Mayors to Meet with Congressional Members, Explain Local Impact
WASHINGTON, Nov. 8, 2012 /PRNewswire-USNewswire/ -- U.S. Conference of Mayors President Philadelphia Michael A. Nutter, along with a delegation of bipartisan mayors from a cross-section of the country will travel to Washington, D.C. on Thursday, November 15th to express to Members of Congress the organization's strong opposition to sequestration cuts.
Mayors will meet with lawmakers to explain the devastating impact that sequestration cuts would have on local communities and their residents. Mayors also recently released a letter – now signed by 163 mayors – calling on Congress to work together to find a bi-partisan and balanced solution to achieve deficit reduction that facilitates, not undermines, economic growth in the nation's cities and metropolitan areas (http://usmayors.org/pressreleases/uploads/2012/0920-letter-sequestration.pdf).
As cities and their suburbs represent nearly 90 percent of the nation's wage and salary income, 86 percent of the nation's employment, and are where the majority of people in this country live, mayors maintain that cities and their metro areas – which drive the national economy -- will unfairly bear the impact of automatic, across-the-board cuts.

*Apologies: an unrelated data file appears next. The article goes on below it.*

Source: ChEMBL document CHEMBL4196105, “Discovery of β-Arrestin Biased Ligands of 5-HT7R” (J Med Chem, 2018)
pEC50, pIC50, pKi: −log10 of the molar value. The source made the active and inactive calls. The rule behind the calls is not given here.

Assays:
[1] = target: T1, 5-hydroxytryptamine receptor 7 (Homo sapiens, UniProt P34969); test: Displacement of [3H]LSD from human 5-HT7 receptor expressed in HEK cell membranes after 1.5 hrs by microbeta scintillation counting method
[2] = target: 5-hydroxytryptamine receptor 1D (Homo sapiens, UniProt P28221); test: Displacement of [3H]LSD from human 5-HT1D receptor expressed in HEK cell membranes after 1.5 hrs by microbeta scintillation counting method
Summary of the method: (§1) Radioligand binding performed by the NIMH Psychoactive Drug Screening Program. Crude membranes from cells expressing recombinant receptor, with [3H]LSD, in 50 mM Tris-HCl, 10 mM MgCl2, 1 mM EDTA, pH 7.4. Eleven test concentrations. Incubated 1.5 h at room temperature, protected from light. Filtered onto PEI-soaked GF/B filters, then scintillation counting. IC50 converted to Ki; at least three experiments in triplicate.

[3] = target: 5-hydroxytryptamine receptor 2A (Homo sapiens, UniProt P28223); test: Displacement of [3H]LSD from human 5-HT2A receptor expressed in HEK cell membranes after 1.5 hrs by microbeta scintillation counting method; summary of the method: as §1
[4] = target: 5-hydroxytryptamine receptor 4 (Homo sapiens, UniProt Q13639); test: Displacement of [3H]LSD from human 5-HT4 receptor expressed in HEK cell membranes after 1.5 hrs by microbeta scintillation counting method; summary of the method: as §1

WHO: Philadelphia (PA) Mayor Michael Nutter, USCM President
Mesa (AZ) Mayor Scott Smith, USCM Vice President
Charleston (SC) Mayor Joe Riley, USCM Past President
Baltimore (MD) Mayor Stephanie Rawlings-Blake
North Little Rock (AR) Mayor Patrick Hays
Sumter (SC) Mayor Joseph McElveen
Columbia (SC) Mayor Stephen Benjamin
Denver (CO) Mayor Michael Hancock
Newton (MA) Mayor Setti Warren
Chicopee (MA) Mayor Michael Bissonnette
Madison (WI) Mayor Paul Soglin
Tom Cochran, USCM CEO and Executive Director
WHAT: Meetings with Congressional Members to Express Opposition to Sequestration Cuts & Urge a Balanced Approach
WHEN: Thursday, November 15th
WHERE: Capitol Hill
The U.S. Conference of Mayors is the official nonpartisan organization of cities with populations of 30,000 or more. There are 1,295 such cities in the country today, and each city is represented in the Conference by its chief elected official, the mayor. Like us on Facebook at facebook.com/usmayors, or follow us on Twitter at twitter.com/usmayors.
SOURCE The U.S. Conference of Mayors